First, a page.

And if you set up a place, a permanent place, set down a rock, give it a name, a name like Bethel – if you do this then you’ll know where to find God, when you decide you want God to show up. And you’ll be free to spend the rest of your life free from God.

Jacob realizes God will not be controlled, that the sky can part and the curtain between the heavens and earth ripped in two. And he’s filled with fear. God can show up anywhere, when you least expect it, when you aren’t ready.

Are we ready for that? Ready for a God who shows up in all the spaces of our life? Do we trust this God to love us, provide for us, to be for us no matter how deeply we have wronged another, despite our apathy or our shame or our fear? Do we trust that God is showing up to be for us, for the world, to be good news?

That hasn’t been the case for those who settled the land where we worship today. As I think about what that means for us, for the ways of colonists have marked these lands as holy, I feel anxious bringing up a past we cannot alter. Guilt about the past has the power to make it impossible for us to move forward. We find ourselves paralyzed by shame.

But reckoning with our past, seeing how our Scriptures have been used for both devastation and for blessing – this can help us to live differently into the future, to help us embody practices, policies, and habits that rechannel our desires to control God. The Bible is always a story of humans making sense of God’s redemptive action in the world while at the same time wrestling with our desire to control God, to make God do our bidding, to make God into our image.

Friends, God is not a magic trick. God will not be conjured for our protection or our victory. Jacob learns this on the way, interrupted on his journey, in the in-between place. He learns that God shows up in the dark, at our most vulnerable, when least expected.

As time went by, the Hebrews grew more insistent upon God’s meditating place-based presence. This place, Bethel, the place Jacob names as the place where God meets him along the way – it becomes a place of security, a place of calling down God and reassuring God’s people of their chosenness. And, as people do, they utilize this chosenness not to be a blessing to all nations but instead for destruction, oppression, and fear.

 

Centuries later the words of the prophet Amos will ring out across the land:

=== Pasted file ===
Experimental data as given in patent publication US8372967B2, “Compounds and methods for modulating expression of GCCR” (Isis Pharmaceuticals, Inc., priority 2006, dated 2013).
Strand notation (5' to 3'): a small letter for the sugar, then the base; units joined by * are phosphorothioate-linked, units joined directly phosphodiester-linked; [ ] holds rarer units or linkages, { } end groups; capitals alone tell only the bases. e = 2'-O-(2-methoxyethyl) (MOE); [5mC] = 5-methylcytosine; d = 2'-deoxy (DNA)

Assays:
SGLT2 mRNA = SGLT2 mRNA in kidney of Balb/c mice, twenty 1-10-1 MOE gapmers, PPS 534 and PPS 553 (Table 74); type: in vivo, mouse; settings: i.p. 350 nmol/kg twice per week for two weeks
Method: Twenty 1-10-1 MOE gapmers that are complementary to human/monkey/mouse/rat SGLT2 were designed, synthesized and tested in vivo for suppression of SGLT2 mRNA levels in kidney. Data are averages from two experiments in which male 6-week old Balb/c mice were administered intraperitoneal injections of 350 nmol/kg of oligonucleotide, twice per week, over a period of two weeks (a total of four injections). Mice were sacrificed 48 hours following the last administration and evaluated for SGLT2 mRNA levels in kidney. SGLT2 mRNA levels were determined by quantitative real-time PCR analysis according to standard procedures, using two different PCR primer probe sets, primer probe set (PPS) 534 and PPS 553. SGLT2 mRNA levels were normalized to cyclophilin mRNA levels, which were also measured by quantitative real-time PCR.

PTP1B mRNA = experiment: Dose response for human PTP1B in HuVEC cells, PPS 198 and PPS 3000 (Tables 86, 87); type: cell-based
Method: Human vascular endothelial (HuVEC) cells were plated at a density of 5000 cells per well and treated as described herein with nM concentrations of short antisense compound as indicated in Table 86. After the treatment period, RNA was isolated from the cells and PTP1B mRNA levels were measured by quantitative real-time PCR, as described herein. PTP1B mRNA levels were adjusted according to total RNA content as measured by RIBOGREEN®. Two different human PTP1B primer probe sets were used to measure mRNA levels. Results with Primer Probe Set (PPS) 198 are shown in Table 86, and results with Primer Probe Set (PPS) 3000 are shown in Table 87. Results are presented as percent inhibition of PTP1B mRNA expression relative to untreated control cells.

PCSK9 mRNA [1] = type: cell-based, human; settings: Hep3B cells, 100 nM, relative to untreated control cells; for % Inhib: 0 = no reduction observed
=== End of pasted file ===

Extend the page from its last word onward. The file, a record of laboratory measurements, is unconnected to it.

Seek me and live;
but do not seek Bethel,
and do not enter into Gilgal
or cross over to Beer-sheba;
for Gilgal shall surely go into exile,
and Bethel shall come to nothing.

Over and over the prophet’s words burn: Seek the Lord. Seek good and not evil. The chosenness of Israel is the gift of a loving God, and the holy places of Gilgal and Bethel have instead become idols of assurance, a way to claim that God tolerates the rich preying on the poor. Amos’ words burn:

Therefore, because you trample on the poor
and take from them levies of grain,
you have built houses of hewn stone,
but you shall not live in them;
you have planted pleasant vineyards,
but you shall not drink their wine.
For I know how many are your transgressions,
and how great are your sins—
you who afflict the righteous, who take a bribe,
and push aside the needy in the gate.
Therefore the prudent will keep silent in such a time;
for it is an evil time.

Places are holy because God shows up there. This place is holy because you are here, your lives an invitation for God to be present. We know God has met us here before. We set up these chairs, lay bread on the table, light the candles as an invitation. God has met us here before. Perhaps God will meet us here again.

 

On Thursday Craig, Kathy, and I packed a car with balloons, soda, shampoo bottles, coloring books, and a giant purple cake, many of those gifts provided by you over the past couple weeks. We drove two miles south to the women’s correctional facility where we hosted a party for twenty of the incarcerated women who had birthdays in July.

As we went around the room to introduce everyone, we asked each person about her favorite birthday memory. Many of the women couldn’t remember a celebration just for them, or recalled bittersweet memories of the birth of a child from whom they are now separated.

We went on to singing happy birthday, eating cake and chips, several rounds of Bingo. We laughed and talked, refilled cups, all under the watchful eye of two correction officers.

At the end, we formed a circle. “Would it be all right if we held hands?” one of the women asked. We gathered one another up. Around the circle we said our wish, remembering when we were little and we made a wish blowing out the candles of our cake.

“I want to celebrate my next birthday anywhere but here.” “I hope no one else in my family dies before I get out.” “I want to be a good mother, to go home to my children.” “I want to be able to be grandmother again.” “I want to be somewhere else.” “I wish to be brave here.”

Wishes likes a prayer, the sky opening up, our hands holding on to one another. And just like that God showed up in the hot, fly-ridden cafeteria of a women’s prison. We slammed into a holy place.

We marked the place not with a stone but with words. Looking into each woman’s eyes in turn I said one of our ancient blessings, a blessing often said when we discover a holy place: the Lord bless you and keep you, the Lord make his face to shine upon you, the Lord lift up his countenance upon you and give you peace.

 

“Do not go to Bethel,” Amos says. Holiness marks the land, unexpectedly, without warning. The land is holy because God shows up, because the sky parts, for a moment a ladder connects earth and sky, land below and heaven above, because at any moment and in any place God finds us where we are, in times of desperation, in times of peace, here to bless us, to be good news for the entire world.